Saturday, October 10, 2009


Ring around the rosey,
a pocket full of posies,
ashes, ashes
we all fall down....

This echoed through my head as I swept leaves from my steps.

Fall .......... Down ..........

The days have grown shorter, the leaves whirling and twirling in the slightest breeze becoming part of natures dance.

Firey maples screaming to be noticed ... orange, reds, wild choke cherry glowing yellow through the density of the woods. In our yard some apples cling tight, as others shake loose to the ground below.

The days and nights have been very chilled, a quick reminder of what is soon to be.

Last Wednesday I spent hours in the garden gathering the last remaining peppers and tomatoes, as our first frost warnings were announced. I sat next to my herb garden stripping basil from their stocks filling a roaster, thinking to myself the whole time of all the wonderful pesto I'd be making.

The frost wiped out the weaker plants left in the garden, while adding sweetness to the kale and beets.

Tonight we fired up the outside wood burner. The clanking of the registers bring added chills to my spine, as I dread winter.

Seems only yesterday that I got sunburned and tonight another frost warning is upon us.

"Things Are Getting A Bit Seedy"

It's that time of year...
........time to choose the best heirloom tomatoes in the garden to save seed.
Not just for the following summer, but summers to come and seeds to share. I have been saving heirloom tomato seed for over 30 years. The majority of my seeds are over 50 years old.

I started saving seeds from Ed's gramma in southern Illinois back in the early 70's. Who knows how old her seeds were that she saved year to year. She always had the most wonderful tasting tomatoes, the flavor pops in your mouth just thinking about them. The seeds I have saved year to year from his dad are a bit similar, yet a different blushing on them.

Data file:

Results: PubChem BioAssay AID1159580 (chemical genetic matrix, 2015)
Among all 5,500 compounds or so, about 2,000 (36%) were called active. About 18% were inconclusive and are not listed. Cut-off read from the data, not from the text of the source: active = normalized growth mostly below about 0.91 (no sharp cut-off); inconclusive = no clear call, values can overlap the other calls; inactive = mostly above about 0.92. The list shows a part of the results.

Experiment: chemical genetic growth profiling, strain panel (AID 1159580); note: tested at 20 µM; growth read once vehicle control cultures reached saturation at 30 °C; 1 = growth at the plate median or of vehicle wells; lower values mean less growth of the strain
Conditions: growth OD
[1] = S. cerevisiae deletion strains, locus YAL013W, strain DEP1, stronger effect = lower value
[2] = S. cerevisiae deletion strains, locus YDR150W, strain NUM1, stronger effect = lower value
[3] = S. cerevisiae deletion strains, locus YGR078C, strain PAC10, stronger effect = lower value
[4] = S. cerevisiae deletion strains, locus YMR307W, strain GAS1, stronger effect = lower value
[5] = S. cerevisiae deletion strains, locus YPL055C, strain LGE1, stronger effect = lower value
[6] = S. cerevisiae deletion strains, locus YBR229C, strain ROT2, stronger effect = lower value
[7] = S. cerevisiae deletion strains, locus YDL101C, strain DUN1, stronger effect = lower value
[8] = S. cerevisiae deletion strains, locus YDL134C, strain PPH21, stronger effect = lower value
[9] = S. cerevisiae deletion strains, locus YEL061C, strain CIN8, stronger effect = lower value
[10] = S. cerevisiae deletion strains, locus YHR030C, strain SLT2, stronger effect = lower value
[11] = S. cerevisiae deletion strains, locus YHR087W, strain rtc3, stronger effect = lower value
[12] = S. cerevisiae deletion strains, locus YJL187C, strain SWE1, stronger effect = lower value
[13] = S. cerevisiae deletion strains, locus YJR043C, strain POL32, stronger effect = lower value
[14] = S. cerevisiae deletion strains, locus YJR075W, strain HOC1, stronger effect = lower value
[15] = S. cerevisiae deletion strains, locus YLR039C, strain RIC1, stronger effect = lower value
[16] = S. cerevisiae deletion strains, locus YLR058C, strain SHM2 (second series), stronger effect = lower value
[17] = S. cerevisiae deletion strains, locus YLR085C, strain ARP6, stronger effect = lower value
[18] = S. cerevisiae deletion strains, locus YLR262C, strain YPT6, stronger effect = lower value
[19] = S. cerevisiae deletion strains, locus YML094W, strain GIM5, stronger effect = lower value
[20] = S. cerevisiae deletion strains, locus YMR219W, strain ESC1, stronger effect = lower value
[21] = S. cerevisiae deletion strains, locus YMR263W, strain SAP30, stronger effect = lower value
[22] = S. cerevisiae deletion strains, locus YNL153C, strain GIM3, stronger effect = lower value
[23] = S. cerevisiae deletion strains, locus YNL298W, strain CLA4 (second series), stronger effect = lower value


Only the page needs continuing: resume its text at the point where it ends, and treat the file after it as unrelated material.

This year I bought a couple different varieties of tomato plants from the Athens Farmers Market in Southern Ohio and have added seed from the best ones to my collection.

"Purple Russian"...they were an interesting purple black plum like tomato, very meaty and flavorful. They originated in the Ukraine.
"Mortgage"... dates back to the 1930's. It is a cross between German Johnson, Beefsteak, Italian and English varieties.

Bethany introduced me to "Orange Oxheart".. a very flavorable orange heart shaped tomato, "Golden Plum" and "Black Brandywine".

Although I started out with 91 tomato plants in my garden, I lost quite a few to drought and groundhogs. My soil conditions were a bit bleak as well. We just picked up a testing kit to take soil samples in our garden and send them in to get tested at a lab in Holmes County.

I am dreaming of lush bushy plants in 2010.

Wednesday, September 16, 2009

Fall Migration

I just brought in my last hummingbird feeder yesterday, although I haven't seen any hummers since the first week of September, I thought there may be a few stragglers coming through.

The male hummingbirds leave in the first part of August. By late August, the majority of the females are gone. The "juvenile" hummingbirds are the last to leave.

By the end of May, I have my feeders up for the females who start to show up in our area come June. Every year we have nests in the pine trees behind the house and near the pond.